Finally, as the passage from my essay highlighted above demonstrates, I was documenting the exact dynamic—the tension between New Criticism and Rosenblatt—Rejan teases out far more explicitly, and also suggesting that tension is too often reductive and fails ultimately to be sufficiently critical, in that students are rarely afforded agency in the process whether they are navigating text through New Criticism or reader response.

Setting aside that Rejan was a bit hasty in one paragraph citing my work, I want to note that Rejan offers some important take aways for how English teachers are prepared and then how we practice our crafts of literary analysis with our students.

One foundational commitment I have implemented as a college professor since my doctoral program in the mid 1990s is assigning seminal texts, not secondary texts, addressing the most prominent ideas in education and literacy. As one example, my undergraduate and graduate students read Rosenblatt’s Literature as Exploration.

And during our discussion, we address that Rosenblatt’s work is often mischaracterized and over-simplified; I typically add that a careful reading of Rosenblatt uncovers a thinker far more conservative and traditional that often acknowledged.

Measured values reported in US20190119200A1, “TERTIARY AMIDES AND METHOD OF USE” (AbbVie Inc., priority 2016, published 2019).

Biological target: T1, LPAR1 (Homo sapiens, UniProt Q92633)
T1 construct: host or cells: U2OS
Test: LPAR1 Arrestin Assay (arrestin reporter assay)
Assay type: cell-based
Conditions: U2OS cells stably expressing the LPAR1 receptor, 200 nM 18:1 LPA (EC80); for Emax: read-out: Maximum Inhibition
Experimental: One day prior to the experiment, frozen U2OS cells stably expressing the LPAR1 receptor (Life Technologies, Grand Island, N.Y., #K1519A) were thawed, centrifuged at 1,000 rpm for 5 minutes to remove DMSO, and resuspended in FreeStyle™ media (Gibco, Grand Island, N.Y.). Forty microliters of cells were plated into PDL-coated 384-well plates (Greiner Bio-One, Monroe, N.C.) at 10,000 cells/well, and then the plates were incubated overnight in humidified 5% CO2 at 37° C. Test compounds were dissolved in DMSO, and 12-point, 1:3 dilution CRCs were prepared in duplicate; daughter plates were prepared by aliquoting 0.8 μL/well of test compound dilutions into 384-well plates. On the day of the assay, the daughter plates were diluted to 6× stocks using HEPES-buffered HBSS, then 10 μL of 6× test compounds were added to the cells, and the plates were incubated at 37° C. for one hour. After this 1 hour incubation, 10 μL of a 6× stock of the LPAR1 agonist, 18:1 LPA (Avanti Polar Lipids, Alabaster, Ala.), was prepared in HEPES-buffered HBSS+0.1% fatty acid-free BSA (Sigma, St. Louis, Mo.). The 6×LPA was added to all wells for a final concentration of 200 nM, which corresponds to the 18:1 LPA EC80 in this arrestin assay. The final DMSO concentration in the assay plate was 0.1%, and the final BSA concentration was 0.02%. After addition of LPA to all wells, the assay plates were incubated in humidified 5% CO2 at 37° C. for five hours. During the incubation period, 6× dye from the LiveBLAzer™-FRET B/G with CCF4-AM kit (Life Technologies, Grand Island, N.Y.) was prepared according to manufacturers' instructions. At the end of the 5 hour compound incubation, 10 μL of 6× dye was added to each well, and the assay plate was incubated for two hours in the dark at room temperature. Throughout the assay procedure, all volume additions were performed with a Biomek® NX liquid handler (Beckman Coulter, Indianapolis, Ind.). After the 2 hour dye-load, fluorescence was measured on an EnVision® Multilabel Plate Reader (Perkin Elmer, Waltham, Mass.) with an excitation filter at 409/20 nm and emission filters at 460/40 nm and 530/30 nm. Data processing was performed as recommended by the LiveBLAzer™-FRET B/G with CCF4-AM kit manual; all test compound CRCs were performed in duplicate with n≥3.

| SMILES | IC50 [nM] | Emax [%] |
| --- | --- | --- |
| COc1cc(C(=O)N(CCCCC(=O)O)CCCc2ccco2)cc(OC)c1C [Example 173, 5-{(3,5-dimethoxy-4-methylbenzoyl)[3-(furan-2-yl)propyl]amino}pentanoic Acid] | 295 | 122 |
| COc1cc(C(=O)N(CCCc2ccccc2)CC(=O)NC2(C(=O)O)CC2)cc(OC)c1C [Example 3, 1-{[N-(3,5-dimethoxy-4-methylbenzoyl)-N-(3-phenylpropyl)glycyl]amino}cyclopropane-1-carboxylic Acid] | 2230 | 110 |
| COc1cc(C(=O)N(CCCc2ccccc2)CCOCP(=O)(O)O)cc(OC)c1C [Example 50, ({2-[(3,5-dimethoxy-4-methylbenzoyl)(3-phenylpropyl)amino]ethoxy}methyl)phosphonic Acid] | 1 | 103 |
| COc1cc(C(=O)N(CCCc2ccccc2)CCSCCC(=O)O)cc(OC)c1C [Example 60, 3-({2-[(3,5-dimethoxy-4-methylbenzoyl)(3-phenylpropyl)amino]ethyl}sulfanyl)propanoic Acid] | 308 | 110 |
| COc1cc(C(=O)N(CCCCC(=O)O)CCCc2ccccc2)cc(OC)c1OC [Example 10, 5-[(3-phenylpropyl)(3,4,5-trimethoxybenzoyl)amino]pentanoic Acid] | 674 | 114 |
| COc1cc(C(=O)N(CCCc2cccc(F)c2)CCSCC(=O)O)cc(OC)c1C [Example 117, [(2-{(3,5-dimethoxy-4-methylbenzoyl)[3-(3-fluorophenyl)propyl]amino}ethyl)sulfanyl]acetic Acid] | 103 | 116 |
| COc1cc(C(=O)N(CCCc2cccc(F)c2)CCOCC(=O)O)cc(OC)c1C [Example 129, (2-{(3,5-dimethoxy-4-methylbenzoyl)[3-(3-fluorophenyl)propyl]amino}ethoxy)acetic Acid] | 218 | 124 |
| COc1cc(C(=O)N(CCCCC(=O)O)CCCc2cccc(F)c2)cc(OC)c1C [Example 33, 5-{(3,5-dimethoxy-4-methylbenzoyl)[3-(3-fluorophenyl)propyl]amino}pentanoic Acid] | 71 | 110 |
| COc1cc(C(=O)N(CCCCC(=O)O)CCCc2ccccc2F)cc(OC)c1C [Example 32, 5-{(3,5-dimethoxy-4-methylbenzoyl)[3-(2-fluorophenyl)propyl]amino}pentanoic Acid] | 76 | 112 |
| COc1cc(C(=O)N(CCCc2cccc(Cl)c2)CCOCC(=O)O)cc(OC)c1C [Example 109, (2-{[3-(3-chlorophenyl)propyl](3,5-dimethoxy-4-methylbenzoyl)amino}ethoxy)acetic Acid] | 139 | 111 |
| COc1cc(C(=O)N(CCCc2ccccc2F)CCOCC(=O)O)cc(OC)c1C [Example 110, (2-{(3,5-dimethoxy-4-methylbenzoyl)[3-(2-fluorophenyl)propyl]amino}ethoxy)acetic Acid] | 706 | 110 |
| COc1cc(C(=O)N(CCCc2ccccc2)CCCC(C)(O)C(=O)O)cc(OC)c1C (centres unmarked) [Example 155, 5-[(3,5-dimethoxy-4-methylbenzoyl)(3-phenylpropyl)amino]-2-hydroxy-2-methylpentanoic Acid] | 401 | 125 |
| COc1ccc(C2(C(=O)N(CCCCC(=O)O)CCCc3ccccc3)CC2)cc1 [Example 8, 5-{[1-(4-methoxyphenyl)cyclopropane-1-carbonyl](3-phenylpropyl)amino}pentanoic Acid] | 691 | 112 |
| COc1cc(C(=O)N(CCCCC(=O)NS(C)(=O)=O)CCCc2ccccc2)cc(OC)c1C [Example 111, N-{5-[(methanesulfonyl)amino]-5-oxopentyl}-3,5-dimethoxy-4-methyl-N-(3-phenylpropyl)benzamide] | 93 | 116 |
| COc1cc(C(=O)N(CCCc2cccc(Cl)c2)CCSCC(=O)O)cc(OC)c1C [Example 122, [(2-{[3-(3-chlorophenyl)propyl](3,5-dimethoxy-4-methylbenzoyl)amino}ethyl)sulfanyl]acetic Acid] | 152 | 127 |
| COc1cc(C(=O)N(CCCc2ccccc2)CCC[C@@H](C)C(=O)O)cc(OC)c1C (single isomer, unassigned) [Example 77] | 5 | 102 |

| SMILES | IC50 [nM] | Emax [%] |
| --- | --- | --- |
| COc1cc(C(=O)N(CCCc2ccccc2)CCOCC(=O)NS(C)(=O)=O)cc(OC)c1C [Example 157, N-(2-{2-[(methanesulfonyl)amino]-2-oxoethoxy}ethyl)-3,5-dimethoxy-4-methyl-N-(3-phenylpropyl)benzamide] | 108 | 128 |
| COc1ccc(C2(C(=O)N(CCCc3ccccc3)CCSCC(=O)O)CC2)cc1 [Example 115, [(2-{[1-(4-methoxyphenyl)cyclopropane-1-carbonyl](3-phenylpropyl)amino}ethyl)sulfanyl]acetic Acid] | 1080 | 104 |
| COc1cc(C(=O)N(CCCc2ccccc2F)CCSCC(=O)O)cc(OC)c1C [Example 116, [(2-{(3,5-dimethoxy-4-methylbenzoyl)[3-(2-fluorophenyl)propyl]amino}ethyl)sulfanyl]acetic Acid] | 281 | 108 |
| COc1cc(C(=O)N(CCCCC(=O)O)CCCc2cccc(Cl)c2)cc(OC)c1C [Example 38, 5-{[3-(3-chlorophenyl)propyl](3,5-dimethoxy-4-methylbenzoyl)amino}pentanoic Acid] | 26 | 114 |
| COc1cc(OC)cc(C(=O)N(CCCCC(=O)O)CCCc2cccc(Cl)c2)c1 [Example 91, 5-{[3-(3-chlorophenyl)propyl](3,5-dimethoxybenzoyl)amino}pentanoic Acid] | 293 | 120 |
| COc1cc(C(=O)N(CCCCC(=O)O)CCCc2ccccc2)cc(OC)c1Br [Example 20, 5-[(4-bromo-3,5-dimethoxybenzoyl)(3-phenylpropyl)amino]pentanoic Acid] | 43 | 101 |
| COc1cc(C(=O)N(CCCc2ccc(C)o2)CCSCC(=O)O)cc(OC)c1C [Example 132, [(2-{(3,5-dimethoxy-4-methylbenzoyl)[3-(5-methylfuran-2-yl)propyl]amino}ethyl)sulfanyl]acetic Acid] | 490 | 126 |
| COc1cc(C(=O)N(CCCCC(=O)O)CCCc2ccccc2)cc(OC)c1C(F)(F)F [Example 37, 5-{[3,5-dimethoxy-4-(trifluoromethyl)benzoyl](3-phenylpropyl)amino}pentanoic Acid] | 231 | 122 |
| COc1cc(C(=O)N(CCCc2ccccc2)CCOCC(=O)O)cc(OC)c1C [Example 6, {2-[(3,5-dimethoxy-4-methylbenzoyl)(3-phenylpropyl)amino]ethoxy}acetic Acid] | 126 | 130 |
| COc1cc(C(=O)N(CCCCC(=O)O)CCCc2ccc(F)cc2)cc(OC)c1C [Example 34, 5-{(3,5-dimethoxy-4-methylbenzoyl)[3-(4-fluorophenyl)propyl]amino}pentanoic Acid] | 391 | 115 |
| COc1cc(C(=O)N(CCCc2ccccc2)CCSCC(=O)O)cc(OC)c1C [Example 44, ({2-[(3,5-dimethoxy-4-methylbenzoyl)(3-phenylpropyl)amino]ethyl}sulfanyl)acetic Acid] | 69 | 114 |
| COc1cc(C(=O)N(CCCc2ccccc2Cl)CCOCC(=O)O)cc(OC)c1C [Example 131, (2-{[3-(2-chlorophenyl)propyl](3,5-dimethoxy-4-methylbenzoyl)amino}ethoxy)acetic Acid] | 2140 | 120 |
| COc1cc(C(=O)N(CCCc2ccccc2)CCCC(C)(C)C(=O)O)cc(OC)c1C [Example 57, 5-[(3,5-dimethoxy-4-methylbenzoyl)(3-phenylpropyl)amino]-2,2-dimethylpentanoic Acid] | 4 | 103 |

So, yes, Rejan’s call for reading the original work of the New Critics to understand New Criticism is a worthy call for all aspects of education, the teaching of English, and preparing teachers of English.

Rejan’s broad message about understanding literary theory also shows the importance of the “considerable gap” (LaBrant, 1947) between theory and practice too often common in English classrooms.

A former graduate student of mine and current doctoral student has been discussing by email with me Rejan’s piece as she investigates Rosenblatt. She has confessed, in fact, that she knows little about literary theory because that topic wasn’t covered well in her undergraduate English courses, leaving her with a “superficial” understanding—all of which reinforces Rejan’s central concerns.